History and Description
The Chinaberry tree
was introduced into the United States in the middle 1800s. It was
brought to the United States from Asia. The tree was planted widely as a
ornamental around home sites.
This deciduous tree
can reach a height of 50 feet and 2 feet wide. It is drought tolerant. This
beautiful tree turns yellow in the fall and has yellow berries in the winter.
The twigs are stout,
glossy greenish brown with light dots. There are no terminal buds. They have
numerous broad, v-shaped, raised leaves. The bark is dark chocolate and becomes
increasingly cracked with age.
The Chinaberry tree’s
wood is soft and white. The main stem is lime green. Each individual set of leaves has tips, 1 to 3 inches long
and 0.5 to 1.2 inches wide. The leaves are glossy dark green with a light green
central vein above and the pale green central vein below. They turn golden yellow
The flowers of the
Chinaberry tree bloom from March to May. There are five pinkish lavender to
whitish petals. The stamens are usually connected in a dark-purple tube. There are
five green sepals. These flowers are very fragrant.
The fruit of a
Chinaberry tree is a berrylike, round fleshy fruit. It continues through winter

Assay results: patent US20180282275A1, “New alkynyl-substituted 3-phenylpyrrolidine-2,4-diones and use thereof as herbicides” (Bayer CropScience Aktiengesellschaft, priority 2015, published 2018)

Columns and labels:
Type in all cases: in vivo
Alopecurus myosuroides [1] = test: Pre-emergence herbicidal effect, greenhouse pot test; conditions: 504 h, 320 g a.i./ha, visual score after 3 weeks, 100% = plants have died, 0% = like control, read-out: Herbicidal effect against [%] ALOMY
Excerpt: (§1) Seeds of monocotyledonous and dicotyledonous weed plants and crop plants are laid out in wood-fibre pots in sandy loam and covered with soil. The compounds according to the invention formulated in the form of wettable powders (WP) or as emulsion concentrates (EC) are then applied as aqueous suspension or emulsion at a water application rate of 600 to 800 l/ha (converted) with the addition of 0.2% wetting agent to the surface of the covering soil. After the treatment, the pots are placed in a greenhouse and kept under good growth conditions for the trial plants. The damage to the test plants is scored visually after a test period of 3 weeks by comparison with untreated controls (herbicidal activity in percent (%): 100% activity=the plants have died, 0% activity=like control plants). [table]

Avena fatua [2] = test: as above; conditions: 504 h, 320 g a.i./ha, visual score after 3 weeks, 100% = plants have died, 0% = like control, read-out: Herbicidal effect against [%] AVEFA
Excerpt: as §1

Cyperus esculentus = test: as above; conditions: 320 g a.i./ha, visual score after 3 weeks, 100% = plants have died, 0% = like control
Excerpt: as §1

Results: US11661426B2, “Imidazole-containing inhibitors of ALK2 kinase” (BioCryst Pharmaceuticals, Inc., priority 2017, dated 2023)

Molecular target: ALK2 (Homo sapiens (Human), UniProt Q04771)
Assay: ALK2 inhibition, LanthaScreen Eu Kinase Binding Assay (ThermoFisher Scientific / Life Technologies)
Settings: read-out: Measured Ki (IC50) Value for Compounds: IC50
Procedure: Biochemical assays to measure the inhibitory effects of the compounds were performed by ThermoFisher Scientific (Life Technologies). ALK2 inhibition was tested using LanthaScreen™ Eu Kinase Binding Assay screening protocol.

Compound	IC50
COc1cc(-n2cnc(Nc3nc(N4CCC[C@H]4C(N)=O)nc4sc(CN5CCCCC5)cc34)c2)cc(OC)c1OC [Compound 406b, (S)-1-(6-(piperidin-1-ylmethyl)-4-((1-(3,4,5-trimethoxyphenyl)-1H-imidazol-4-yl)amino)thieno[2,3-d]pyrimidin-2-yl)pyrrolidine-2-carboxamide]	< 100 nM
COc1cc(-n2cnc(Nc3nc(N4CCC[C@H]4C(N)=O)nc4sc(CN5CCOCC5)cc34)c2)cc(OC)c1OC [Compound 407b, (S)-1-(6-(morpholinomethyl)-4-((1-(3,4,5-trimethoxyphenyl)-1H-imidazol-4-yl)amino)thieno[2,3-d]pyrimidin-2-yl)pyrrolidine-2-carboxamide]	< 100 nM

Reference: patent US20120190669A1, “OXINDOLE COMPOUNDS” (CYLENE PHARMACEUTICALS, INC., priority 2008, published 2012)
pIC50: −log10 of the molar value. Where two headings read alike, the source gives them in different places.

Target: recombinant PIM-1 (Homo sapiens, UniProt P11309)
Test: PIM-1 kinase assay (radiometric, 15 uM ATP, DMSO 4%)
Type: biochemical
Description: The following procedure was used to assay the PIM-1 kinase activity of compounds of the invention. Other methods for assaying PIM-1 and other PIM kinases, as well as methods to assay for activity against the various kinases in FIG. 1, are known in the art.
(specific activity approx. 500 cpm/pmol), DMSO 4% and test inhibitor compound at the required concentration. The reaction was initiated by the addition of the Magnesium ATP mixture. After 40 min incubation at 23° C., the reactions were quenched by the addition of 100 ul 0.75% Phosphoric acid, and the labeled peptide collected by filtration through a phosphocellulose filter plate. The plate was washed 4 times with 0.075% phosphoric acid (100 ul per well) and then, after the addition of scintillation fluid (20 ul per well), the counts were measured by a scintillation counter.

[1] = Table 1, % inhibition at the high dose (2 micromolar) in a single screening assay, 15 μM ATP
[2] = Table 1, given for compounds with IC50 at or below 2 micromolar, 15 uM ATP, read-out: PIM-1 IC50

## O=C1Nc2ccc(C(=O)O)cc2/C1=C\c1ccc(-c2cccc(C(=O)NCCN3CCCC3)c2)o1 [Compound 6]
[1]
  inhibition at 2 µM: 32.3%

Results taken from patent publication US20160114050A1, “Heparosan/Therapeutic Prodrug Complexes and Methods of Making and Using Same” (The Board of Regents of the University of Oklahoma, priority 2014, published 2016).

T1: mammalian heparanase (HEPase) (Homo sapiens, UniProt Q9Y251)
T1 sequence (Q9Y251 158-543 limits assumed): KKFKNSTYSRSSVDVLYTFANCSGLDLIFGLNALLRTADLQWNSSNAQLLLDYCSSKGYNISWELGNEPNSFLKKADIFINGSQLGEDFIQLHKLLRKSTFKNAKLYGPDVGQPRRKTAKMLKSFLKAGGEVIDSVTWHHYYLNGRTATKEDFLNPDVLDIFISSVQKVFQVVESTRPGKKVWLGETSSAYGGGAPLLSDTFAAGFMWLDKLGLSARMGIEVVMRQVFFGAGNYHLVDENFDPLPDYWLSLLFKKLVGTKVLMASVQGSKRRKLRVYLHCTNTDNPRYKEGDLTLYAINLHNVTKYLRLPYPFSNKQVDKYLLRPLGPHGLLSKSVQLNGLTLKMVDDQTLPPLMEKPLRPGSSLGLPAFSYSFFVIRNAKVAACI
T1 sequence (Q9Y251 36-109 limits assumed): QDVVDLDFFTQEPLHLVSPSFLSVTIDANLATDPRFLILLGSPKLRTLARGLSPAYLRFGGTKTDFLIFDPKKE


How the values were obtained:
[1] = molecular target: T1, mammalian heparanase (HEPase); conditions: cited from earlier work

and contains a stone with one to six seeds inside. They are yellowish green
turning to yellowish tan.
The tree was planted
widely as a ornamental around home sites. The Chinaberry tree’s extracts are
useful for natural pesticides. It is also used for medicinal purposes because
it has anti-viral and possibly anti-cancer properties. In Europe, the
Chinaberry tree’s wood is used for flooring.
The abundant seeds of the Chinaberry tree
by birds. The fruit and seeds grow between July and
January. The flowers of the Chinaberry tree bloom from March to May.
It is fast growing and creates rapidly spreading thickets.
The Chinaberry tree is common on
roadsides, at forest margins, and around old home sites. It is rare at high
elevations. It is semi-shade tolerant. It forms colonies from root sprouts or
sprouts from root collars.
The clusters of yellow flowers in spring yielding
persistent, poisonous berries. The berry and seeds are poisonous if eaten by
livestock or human. The Chinaberry tree is blocking out native trees because of
its berries. It spreads at a rapid rate because of the birds.
One way to control Chinaberry is to pull it up by the roots when
it is young. Another way to control it is to treat the stumps after they have
been cut. To destroy adult trees, herbicides should be used. Don’t
apply in March and April. For trees that have fallen, apply the herbicides to
stem and stump tops immediately after cutting.